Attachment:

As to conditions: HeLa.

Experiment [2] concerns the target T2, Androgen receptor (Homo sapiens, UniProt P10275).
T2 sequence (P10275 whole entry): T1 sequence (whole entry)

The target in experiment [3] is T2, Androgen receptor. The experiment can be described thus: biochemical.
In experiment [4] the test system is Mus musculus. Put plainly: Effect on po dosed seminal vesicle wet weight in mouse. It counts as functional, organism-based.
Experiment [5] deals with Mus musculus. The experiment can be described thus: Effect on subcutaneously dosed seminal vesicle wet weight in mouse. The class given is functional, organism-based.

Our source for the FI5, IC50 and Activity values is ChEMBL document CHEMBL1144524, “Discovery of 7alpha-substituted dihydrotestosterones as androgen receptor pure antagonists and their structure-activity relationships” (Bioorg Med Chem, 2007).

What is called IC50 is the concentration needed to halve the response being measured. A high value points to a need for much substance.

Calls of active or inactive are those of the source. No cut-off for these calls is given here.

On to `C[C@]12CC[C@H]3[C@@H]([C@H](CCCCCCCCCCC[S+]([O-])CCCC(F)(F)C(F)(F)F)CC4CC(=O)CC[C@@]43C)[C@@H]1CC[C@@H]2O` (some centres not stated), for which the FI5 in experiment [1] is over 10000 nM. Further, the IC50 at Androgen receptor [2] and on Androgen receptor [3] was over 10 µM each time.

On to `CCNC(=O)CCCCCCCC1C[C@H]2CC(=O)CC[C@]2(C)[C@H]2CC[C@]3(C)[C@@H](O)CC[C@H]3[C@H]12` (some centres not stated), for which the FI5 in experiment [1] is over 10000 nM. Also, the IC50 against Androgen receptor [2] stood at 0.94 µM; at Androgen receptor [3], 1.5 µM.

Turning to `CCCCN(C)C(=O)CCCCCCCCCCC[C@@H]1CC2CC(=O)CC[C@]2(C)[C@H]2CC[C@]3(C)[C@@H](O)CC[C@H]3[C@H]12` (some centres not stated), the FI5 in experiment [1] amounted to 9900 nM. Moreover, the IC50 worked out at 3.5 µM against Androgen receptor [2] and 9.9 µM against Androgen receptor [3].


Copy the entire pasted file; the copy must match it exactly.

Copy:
As to conditions: HeLa.

Experiment [2] concerns the target T2, Androgen receptor (Homo sapiens, UniProt P10275).
T2 sequence (P10275 whole entry): T1 sequence (whole entry)

The target in experiment [3] is T2, Androgen receptor. The experiment can be described thus: biochemical.
In experiment [4] the test system is Mus musculus. Put plainly: Effect on po dosed seminal vesicle wet weight in mouse. It counts as functional, organism-based.
Experiment [5] deals with Mus musculus. The experiment can be described thus: Effect on subcutaneously dosed seminal vesicle wet weight in mouse. The class given is functional, organism-based.

Our source for the FI5, IC50 and Activity values is ChEMBL document CHEMBL1144524, “Discovery of 7alpha-substituted dihydrotestosterones as androgen receptor pure antagonists and their structure-activity relationships” (Bioorg Med Chem, 2007).

What is called IC50 is the concentration needed to halve the response being measured. A high value points to a need for much substance.

Calls of active or inactive are those of the source. No cut-off for these calls is given here.

On to `C[C@]12CC[C@H]3[C@@H]([C@H](CCCCCCCCCCC[S+]([O-])CCCC(F)(F)C(F)(F)F)CC4CC(=O)CC[C@@]43C)[C@@H]1CC[C@@H]2O` (some centres not stated), for which the FI5 in experiment [1] is over 10000 nM. Further, the IC50 at Androgen receptor [2] and on Androgen receptor [3] was over 10 µM each time.

On to `CCNC(=O)CCCCCCCC1C[C@H]2CC(=O)CC[C@]2(C)[C@H]2CC[C@]3(C)[C@@H](O)CC[C@H]3[C@H]12` (some centres not stated), for which the FI5 in experiment [1] is over 10000 nM. Also, the IC50 against Androgen receptor [2] stood at 0.94 µM; at Androgen receptor [3], 1.5 µM.

Turning to `CCCCN(C)C(=O)CCCCCCCCCCC[C@@H]1CC2CC(=O)CC[C@]2(C)[C@H]2CC[C@]3(C)[C@@H](O)CC[C@H]3[C@H]12` (some centres not stated), the FI5 in experiment [1] amounted to 9900 nM. Moreover, the IC50 worked out at 3.5 µM against Androgen receptor [2] and 9.9 µM against Androgen receptor [3].